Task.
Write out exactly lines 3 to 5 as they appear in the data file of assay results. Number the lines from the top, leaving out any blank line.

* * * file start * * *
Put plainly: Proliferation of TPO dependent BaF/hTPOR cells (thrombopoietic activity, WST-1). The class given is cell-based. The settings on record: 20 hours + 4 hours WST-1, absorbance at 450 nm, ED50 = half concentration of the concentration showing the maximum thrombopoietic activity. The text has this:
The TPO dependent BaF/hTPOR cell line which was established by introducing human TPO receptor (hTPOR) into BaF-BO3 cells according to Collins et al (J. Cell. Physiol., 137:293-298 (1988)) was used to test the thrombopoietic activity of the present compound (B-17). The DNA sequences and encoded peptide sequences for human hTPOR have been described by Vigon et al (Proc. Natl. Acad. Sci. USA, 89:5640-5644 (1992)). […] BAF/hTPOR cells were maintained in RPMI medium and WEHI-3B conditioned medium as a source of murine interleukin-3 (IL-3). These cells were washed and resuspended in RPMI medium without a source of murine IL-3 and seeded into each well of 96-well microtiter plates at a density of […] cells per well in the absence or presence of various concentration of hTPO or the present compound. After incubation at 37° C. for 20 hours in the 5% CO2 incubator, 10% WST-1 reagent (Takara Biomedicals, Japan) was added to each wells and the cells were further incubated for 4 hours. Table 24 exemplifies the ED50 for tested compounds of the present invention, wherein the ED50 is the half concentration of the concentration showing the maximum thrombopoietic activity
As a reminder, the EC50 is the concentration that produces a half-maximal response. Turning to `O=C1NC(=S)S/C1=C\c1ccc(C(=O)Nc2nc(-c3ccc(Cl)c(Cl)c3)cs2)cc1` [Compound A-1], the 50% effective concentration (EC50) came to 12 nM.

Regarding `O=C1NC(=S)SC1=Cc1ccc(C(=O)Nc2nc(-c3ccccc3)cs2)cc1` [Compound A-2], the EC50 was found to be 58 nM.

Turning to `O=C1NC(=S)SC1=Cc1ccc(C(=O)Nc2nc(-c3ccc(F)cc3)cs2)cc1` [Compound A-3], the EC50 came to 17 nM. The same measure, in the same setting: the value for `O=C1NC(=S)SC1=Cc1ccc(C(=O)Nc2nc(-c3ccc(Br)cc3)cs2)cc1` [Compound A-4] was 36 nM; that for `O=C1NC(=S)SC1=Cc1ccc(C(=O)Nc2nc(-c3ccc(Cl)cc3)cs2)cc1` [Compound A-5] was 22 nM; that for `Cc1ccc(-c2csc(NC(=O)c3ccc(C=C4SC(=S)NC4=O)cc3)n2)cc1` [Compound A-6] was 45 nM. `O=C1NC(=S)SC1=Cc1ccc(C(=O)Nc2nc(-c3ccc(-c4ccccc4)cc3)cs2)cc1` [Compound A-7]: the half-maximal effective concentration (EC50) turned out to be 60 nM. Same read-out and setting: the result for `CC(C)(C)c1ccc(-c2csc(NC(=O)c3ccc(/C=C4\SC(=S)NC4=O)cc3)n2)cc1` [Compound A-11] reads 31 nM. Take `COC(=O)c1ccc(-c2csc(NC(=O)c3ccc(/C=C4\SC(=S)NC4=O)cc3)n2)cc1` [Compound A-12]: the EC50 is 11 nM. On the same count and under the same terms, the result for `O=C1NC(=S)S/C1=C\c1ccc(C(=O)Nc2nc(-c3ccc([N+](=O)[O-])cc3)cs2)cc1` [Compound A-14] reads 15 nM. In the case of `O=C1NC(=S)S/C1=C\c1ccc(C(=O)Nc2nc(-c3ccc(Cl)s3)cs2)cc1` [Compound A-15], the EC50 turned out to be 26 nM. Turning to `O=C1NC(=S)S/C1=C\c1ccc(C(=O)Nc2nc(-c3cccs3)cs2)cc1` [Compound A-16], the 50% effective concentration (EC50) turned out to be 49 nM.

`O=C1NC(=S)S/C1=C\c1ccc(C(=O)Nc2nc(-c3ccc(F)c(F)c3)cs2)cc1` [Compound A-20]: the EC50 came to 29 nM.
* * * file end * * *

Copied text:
As a reminder, the EC50 is the concentration that produces a half-maximal response. Turning to `O=C1NC(=S)S/C1=C\c1ccc(C(=O)Nc2nc(-c3ccc(Cl)c(Cl)c3)cs2)cc1` [Compound A-1], the 50% effective concentration (EC50) came to 12 nM.

Regarding `O=C1NC(=S)SC1=Cc1ccc(C(=O)Nc2nc(-c3ccccc3)cs2)cc1` [Compound A-2], the EC50 was found to be 58 nM.

Turning to `O=C1NC(=S)SC1=Cc1ccc(C(=O)Nc2nc(-c3ccc(F)cc3)cs2)cc1` [Compound A-3], the EC50 came to 17 nM. The same measure, in the same setting: the value for `O=C1NC(=S)SC1=Cc1ccc(C(=O)Nc2nc(-c3ccc(Br)cc3)cs2)cc1` [Compound A-4] was 36 nM; that for `O=C1NC(=S)SC1=Cc1ccc(C(=O)Nc2nc(-c3ccc(Cl)cc3)cs2)cc1` [Compound A-5] was 22 nM; that for `Cc1ccc(-c2csc(NC(=O)c3ccc(C=C4SC(=S)NC4=O)cc3)n2)cc1` [Compound A-6] was 45 nM. `O=C1NC(=S)SC1=Cc1ccc(C(=O)Nc2nc(-c3ccc(-c4ccccc4)cc3)cs2)cc1` [Compound A-7]: the half-maximal effective concentration (EC50) turned out to be 60 nM. Same read-out and setting: the result for `CC(C)(C)c1ccc(-c2csc(NC(=O)c3ccc(/C=C4\SC(=S)NC4=O)cc3)n2)cc1` [Compound A-11] reads 31 nM. Take `COC(=O)c1ccc(-c2csc(NC(=O)c3ccc(/C=C4\SC(=S)NC4=O)cc3)n2)cc1` [Compound A-12]: the EC50 is 11 nM. On the same count and under the same terms, the result for `O=C1NC(=S)S/C1=C\c1ccc(C(=O)Nc2nc(-c3ccc([N+](=O)[O-])cc3)cs2)cc1` [Compound A-14] reads 15 nM. In the case of `O=C1NC(=S)S/C1=C\c1ccc(C(=O)Nc2nc(-c3ccc(Cl)s3)cs2)cc1` [Compound A-15], the EC50 turned out to be 26 nM. Turning to `O=C1NC(=S)S/C1=C\c1ccc(C(=O)Nc2nc(-c3cccs3)cs2)cc1` [Compound A-16], the 50% effective concentration (EC50) turned out to be 49 nM.